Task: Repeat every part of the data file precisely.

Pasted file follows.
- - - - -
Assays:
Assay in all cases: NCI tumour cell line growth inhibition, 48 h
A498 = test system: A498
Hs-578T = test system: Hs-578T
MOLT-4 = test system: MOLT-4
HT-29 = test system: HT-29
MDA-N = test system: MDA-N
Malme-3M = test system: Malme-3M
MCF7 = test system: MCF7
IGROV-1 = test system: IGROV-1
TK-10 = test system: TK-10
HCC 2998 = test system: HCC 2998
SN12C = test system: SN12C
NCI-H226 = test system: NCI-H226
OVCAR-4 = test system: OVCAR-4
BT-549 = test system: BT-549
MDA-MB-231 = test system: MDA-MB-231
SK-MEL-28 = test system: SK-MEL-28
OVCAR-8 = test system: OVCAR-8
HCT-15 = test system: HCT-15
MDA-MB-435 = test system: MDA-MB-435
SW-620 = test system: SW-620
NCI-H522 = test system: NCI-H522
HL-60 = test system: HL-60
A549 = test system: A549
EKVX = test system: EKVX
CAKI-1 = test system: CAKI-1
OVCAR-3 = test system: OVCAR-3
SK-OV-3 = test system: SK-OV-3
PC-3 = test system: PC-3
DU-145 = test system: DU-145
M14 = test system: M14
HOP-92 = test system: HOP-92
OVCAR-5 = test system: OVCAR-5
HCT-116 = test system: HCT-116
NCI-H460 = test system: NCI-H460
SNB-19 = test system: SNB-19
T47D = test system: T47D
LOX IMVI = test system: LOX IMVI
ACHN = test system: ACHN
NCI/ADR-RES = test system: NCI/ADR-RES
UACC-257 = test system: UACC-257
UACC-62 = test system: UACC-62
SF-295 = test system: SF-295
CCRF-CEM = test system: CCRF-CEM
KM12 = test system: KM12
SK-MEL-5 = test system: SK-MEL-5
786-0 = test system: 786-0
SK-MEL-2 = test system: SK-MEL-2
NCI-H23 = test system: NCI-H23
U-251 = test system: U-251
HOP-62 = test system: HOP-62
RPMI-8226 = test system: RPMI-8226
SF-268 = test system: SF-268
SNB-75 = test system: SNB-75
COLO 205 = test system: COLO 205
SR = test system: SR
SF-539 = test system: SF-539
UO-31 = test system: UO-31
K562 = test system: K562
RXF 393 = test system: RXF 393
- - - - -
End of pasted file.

Assays:
Assay in all cases: NCI tumour cell line growth inhibition, 48 h
A498 = test system: A498
Hs-578T = test system: Hs-578T
MOLT-4 = test system: MOLT-4
HT-29 = test system: HT-29
MDA-N = test system: MDA-N
Malme-3M = test system: Malme-3M
MCF7 = test system: MCF7
IGROV-1 = test system: IGROV-1
TK-10 = test system: TK-10
HCC 2998 = test system: HCC 2998
SN12C = test system: SN12C
NCI-H226 = test system: NCI-H226
OVCAR-4 = test system: OVCAR-4
BT-549 = test system: BT-549
MDA-MB-231 = test system: MDA-MB-231
SK-MEL-28 = test system: SK-MEL-28
OVCAR-8 = test system: OVCAR-8
HCT-15 = test system: HCT-15
MDA-MB-435 = test system: MDA-MB-435
SW-620 = test system: SW-620
NCI-H522 = test system: NCI-H522
HL-60 = test system: HL-60
A549 = test system: A549
EKVX = test system: EKVX
CAKI-1 = test system: CAKI-1
OVCAR-3 = test system: OVCAR-3
SK-OV-3 = test system: SK-OV-3
PC-3 = test system: PC-3
DU-145 = test system: DU-145
M14 = test system: M14
HOP-92 = test system: HOP-92
OVCAR-5 = test system: OVCAR-5
HCT-116 = test system: HCT-116
NCI-H460 = test system: NCI-H460
SNB-19 = test system: SNB-19
T47D = test system: T47D
LOX IMVI = test system: LOX IMVI
ACHN = test system: ACHN
NCI/ADR-RES = test system: NCI/ADR-RES
UACC-257 = test system: UACC-257
UACC-62 = test system: UACC-62
SF-295 = test system: SF-295
CCRF-CEM = test system: CCRF-CEM
KM12 = test system: KM12
SK-MEL-5 = test system: SK-MEL-5
786-0 = test system: 786-0
SK-MEL-2 = test system: SK-MEL-2
NCI-H23 = test system: NCI-H23
U-251 = test system: U-251
HOP-62 = test system: HOP-62
RPMI-8226 = test system: RPMI-8226
SF-268 = test system: SF-268
SNB-75 = test system: SNB-75
COLO 205 = test system: COLO 205
SR = test system: SR
SF-539 = test system: SF-539
UO-31 = test system: UO-31
K562 = test system: K562
RXF 393 = test system: RXF 393